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As two dark clouds, when mix'd in midille air,
Rezenvelt.) No, my lord.
warmth, But never will deceive.
(Jane smiles upon De Monfort with great approbation, and Re
zenvelt runs up to him with open arms.) Rez. Away with hands! I'll have thee to my breast. Thou art, upon my faith, a noble spirit ! De Mon. (Shrinking back from him.) Nay, if you please, I am not
so prepar'da My nature is of temp'rature too cold I pray you pardon me.
(Jane's countenance changes.)
Rez.' Well, be it so, De Monfort, I'm contented;
(De Monfort aside, starting away from him some päces.) By the good light, he makes a jest of it!'
The volume is prefaced with some very sensible observations on the several provinces of the drama, which we have perused with attention and pleasure : but we have not room to make extracts from them, and can only recommend them to the notice of the reader.
Art. VIII. Philosophical Transactions of the Royal Society of London,
Part I. for 1798. [Article concluded from Rev. for August, p. 422.] MATHEMATICAL and Philosophical Papers continued.
Account of some Endeavours to ascertain a Standard of Weight and Measure. By Sir George Shuckburgh Evelyn, Bart. F.R.S. In this elaborate paper, consisting of 50 quarto pages, we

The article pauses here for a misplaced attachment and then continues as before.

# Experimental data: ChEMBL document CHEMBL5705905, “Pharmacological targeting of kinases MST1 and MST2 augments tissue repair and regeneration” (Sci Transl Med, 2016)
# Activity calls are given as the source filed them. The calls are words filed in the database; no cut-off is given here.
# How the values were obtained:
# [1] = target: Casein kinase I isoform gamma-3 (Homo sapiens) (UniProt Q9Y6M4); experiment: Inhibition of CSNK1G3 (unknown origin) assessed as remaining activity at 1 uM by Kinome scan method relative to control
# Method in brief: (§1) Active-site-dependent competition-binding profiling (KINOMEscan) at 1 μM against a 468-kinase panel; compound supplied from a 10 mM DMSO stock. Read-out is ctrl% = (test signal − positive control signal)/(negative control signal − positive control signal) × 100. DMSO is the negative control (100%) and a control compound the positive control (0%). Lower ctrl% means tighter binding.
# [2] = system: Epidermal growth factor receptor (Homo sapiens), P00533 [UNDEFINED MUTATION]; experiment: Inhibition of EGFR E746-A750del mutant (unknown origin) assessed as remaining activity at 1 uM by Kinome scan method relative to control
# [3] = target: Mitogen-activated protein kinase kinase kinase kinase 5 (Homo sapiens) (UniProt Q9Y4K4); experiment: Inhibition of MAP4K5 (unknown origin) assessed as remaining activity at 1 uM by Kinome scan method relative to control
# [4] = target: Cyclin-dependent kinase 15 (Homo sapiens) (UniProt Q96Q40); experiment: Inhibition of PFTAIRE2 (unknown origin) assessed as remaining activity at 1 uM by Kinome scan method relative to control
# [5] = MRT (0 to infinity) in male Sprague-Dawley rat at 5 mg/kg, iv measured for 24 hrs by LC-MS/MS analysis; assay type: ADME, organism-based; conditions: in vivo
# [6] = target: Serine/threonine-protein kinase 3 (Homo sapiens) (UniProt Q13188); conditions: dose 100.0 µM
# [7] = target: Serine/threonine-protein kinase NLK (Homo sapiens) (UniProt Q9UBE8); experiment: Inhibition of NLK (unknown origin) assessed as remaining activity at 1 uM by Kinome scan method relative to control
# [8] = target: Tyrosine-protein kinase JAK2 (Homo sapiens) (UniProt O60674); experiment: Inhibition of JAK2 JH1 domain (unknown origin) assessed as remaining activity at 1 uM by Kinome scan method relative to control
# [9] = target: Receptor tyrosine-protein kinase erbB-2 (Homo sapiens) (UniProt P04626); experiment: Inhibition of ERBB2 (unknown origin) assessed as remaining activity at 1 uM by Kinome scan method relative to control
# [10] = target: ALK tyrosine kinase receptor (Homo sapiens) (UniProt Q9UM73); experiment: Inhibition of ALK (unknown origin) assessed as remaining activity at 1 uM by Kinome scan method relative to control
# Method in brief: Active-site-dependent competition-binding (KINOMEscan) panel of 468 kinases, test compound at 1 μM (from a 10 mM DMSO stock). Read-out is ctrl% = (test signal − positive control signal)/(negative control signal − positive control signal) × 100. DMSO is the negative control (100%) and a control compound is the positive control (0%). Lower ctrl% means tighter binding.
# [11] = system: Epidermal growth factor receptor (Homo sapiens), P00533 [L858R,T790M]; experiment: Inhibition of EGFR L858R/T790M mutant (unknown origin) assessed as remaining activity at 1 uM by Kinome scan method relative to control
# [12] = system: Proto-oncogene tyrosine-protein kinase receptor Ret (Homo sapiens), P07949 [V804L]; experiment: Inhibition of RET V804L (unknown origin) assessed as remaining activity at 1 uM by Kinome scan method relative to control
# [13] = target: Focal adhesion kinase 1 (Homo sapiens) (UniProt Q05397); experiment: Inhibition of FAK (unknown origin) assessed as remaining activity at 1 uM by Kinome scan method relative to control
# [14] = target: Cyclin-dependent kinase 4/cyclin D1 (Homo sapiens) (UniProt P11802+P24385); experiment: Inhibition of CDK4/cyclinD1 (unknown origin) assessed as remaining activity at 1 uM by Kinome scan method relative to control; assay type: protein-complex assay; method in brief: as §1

have a minute account of the speculations and experiments of the ingenious author, on the subject of an universal and perpetual standard of weight and measure. A pendulum has been proposed as a very convenient instrument for this purpose: but many difficulties occurred in determining the actual centre of motion and of oscillation. In crder to avoid these, Sir George, so long ago as the year 1780, conceived the idea of ra pendulum with a moveable centre of suspension, capable of such adjustments as to be made to vibrate any number of times in a given interval; and, by comparison of the difference of the vibrations with the difference of the lengths of the pendulum, (which difference alone might be the standard measure,) to determine its positive length, if that should be thought preferable, under any given circumstances. While he was deliberating how such a pendulum might be connected with a piece of mechanism, so as to number the vibrations without affecting them, he learnt that Mr. WHITEHURST had accomplished the object. He therefore directed his subsequent attention towards verifying and completing the experiments of that ingenious philosopher; and with this view, he procured an excellent apparatus adopted to his purpose. Besides the machine with which Mr. Whitehurst had made his observations, (of which he obtained a temporary use,) his other instruments were a beam-compass, or divided scale, made by Mr, Troughton, and furnished with microscopes and micrometer, for the most exact observations of longitudinal measure, and also a very nice beam or hydrostatic balance, sensible with the tóc of a grain, when loaded with 6 lb. Troy at each end ; an admirable time-keeper constructed by Mr. Arnold; a solid cube of brass, whose sides were 5 inches, a cylinder of the same metal, 4 inches in diameter and 6 inches high, and a sphere of brass, 6 inches in diameter.